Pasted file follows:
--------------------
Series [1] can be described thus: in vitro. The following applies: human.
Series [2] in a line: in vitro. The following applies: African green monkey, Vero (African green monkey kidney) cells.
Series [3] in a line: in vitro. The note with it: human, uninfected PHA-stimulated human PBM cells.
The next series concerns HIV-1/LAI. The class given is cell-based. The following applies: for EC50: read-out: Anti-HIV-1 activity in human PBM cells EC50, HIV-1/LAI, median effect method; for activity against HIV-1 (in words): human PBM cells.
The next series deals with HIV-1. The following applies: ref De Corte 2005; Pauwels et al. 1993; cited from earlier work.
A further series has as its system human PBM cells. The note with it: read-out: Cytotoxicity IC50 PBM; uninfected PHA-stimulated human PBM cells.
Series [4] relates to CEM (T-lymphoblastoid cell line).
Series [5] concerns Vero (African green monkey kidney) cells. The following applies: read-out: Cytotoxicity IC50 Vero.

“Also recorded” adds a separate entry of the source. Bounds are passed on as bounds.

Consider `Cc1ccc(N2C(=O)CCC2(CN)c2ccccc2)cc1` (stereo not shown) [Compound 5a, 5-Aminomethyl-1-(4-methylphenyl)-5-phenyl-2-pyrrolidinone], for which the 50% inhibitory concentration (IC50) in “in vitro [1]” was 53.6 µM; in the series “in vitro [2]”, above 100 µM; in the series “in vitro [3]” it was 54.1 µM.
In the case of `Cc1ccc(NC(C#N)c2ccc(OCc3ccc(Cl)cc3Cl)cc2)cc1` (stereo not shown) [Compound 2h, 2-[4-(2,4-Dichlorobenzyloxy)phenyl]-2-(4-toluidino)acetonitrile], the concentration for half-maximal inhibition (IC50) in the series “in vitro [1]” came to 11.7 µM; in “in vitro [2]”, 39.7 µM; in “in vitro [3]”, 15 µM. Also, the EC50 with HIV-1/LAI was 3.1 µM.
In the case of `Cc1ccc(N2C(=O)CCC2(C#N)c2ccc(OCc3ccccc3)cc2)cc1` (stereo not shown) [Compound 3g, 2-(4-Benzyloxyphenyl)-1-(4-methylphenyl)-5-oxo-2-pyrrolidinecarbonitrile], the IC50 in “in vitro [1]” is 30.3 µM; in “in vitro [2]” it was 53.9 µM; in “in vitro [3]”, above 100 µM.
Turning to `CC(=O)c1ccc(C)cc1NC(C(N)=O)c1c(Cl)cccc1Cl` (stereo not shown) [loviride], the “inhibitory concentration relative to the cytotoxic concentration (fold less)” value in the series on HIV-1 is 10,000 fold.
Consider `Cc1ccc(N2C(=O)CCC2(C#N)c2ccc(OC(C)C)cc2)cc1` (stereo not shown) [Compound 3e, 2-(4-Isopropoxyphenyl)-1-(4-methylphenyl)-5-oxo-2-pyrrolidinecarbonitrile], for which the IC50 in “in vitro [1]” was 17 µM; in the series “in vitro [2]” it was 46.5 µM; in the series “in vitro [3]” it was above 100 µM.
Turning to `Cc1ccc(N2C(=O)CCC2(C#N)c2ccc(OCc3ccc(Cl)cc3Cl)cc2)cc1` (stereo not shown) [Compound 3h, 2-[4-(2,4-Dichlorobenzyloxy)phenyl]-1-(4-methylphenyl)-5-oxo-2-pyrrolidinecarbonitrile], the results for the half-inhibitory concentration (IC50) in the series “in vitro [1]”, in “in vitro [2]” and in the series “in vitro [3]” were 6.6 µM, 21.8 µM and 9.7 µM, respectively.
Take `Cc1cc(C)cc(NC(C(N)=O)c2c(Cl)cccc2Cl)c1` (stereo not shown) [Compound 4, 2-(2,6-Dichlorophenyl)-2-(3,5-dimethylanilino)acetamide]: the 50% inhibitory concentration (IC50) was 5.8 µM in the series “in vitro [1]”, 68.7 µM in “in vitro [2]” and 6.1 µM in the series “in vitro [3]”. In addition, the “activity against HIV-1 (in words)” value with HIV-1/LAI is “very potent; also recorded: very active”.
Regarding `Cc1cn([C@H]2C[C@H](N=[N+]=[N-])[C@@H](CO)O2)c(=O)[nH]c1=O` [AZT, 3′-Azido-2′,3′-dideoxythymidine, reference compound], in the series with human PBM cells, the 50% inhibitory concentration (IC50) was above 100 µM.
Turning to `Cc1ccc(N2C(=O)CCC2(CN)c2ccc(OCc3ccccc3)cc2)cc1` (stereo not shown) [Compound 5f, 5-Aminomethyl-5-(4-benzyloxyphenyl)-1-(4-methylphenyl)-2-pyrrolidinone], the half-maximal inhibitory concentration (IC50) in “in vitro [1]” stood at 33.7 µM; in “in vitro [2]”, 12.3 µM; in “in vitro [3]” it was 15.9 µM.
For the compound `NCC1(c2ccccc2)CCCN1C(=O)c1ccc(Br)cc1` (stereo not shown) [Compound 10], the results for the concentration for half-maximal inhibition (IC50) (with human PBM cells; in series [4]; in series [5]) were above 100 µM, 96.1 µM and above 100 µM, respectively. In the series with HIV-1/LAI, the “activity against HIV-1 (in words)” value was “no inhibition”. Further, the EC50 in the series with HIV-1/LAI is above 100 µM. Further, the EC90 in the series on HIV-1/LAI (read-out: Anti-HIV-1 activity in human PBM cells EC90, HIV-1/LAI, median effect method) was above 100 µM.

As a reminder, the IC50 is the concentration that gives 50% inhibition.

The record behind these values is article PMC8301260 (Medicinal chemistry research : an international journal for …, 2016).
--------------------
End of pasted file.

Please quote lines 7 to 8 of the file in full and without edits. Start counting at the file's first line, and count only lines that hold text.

Series [4] relates to CEM (T-lymphoblastoid cell line).
Series [5] concerns Vero (African green monkey kidney) cells. The following applies: read-out: Cytotoxicity IC50 Vero.